What do you need before you get started on your review?
Do you have appropriate expertise in all the required domains for completing a rigorous review? Ideally, your team should include subject specialists, a systematic review methods expert, a librarian or information specialist with training in systematic review methods, and a quantitative methods/meta-analysis specialist (IOM 2011).
This is not an endeavor for the faint of heart. Depending on the subject matter, experience of the review team, commitments to other projects, and other factors, systematic reviews can take a year or more from start to finish. When assembling a team, you should always take these considerations into account and plan your milestones accordingly.
Remember that your systematic review should attempt to identify all of the existing evidence addressing your topic. To cast as broad a net as possible and minimize risk of bias, you will need to search for studies in multiple bibliographic databases, clinical trials registers, and other sources as appropriate. The Cochrane Handbook lists MEDLINE (PubMed or Ovid), EMBASE, and the Cochrane Central Register of Controlled Trials (CENTRAL) as the most important bibilographic databases for identifiying trials (Lefebvre 2011). Depending on the subject matter of the review, you might also consider PsycINFO, CINAHL, and other specialized subject or geographic indexes. Be sure to consult with your librarian or information specialist when planning the search methods for your review protocol.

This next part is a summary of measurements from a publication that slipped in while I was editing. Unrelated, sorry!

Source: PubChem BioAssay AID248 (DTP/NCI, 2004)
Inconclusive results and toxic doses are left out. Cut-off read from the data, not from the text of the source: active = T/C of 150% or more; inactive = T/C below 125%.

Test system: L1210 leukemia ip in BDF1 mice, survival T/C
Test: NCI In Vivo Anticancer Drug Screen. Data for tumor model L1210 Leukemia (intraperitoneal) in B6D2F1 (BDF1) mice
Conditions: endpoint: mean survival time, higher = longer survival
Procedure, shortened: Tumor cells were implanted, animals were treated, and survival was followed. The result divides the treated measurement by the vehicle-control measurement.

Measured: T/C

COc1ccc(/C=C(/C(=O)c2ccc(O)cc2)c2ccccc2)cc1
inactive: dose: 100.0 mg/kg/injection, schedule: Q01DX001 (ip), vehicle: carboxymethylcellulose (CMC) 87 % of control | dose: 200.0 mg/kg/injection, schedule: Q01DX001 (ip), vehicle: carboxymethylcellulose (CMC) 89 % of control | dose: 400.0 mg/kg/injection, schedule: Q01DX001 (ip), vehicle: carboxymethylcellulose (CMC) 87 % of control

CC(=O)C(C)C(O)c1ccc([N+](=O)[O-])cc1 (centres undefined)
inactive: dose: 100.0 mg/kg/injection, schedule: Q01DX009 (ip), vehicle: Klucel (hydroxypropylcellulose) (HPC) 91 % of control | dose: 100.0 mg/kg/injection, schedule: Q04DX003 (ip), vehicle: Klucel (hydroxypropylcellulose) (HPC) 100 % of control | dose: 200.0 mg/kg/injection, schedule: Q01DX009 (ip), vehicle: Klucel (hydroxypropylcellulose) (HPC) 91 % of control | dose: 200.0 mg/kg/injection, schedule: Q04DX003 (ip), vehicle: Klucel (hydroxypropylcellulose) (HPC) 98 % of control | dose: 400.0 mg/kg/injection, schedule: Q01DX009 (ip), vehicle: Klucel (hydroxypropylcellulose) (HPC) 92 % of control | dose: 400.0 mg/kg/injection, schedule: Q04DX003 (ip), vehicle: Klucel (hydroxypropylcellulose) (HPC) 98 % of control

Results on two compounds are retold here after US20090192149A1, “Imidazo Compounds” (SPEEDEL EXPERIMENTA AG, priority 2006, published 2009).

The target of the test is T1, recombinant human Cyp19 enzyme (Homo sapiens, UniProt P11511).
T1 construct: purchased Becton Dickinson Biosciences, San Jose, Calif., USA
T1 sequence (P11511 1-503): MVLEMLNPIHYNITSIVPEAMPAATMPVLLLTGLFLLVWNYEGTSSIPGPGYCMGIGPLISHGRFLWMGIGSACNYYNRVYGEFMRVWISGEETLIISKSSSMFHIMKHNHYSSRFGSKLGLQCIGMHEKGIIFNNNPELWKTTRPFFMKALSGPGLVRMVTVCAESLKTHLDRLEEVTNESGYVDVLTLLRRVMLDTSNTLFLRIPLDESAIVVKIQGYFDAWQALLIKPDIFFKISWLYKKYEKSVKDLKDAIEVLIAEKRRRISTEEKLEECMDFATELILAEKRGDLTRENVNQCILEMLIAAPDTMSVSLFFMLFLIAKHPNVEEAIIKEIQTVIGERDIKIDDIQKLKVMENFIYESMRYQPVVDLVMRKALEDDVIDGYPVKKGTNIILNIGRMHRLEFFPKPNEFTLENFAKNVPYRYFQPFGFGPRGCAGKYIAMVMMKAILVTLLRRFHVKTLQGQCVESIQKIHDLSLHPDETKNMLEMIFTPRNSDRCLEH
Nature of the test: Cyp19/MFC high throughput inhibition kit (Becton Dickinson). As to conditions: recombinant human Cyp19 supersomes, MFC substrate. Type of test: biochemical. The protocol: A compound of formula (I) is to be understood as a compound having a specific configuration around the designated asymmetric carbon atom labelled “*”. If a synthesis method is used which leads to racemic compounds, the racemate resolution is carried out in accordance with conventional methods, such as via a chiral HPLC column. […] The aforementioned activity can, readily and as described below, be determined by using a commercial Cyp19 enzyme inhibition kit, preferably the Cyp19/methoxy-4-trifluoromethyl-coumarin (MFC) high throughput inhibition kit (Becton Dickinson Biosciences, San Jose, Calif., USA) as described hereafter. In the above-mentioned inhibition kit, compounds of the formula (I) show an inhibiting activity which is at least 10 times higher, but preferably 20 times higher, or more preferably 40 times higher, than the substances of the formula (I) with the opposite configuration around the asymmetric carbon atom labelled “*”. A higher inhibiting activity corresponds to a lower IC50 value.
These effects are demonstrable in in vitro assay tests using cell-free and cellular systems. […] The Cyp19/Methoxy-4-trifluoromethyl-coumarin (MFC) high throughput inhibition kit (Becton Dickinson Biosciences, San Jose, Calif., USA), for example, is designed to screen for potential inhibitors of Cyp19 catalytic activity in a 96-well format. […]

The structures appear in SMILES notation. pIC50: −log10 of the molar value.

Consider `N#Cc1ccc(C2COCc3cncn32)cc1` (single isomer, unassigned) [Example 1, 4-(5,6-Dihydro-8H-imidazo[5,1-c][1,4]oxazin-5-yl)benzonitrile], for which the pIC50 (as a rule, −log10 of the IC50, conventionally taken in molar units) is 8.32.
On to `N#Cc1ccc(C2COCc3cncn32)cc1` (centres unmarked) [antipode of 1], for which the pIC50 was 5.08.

IOM (Institute of Medicine). (2011). Finding What Works in Health Care: Standards for Systematic Reviews. Retrieved from: http://www.iom.edu/Reports/2011/Finding-What-Works-in-Health-Care-Standards-for-systematic-Reviews.aspx.
Lefebvre C, Manheimer E, Glanville J. Chapter 6: Searching for studies. In: Higgins JPT, Green S (editors). Cochrane Handbook for Systematic Reviews of Interventions Version 5.1.0 (updated March 2011). The Cochrane Collaboration, 2011. Available from http://handbook.cochrane.org/.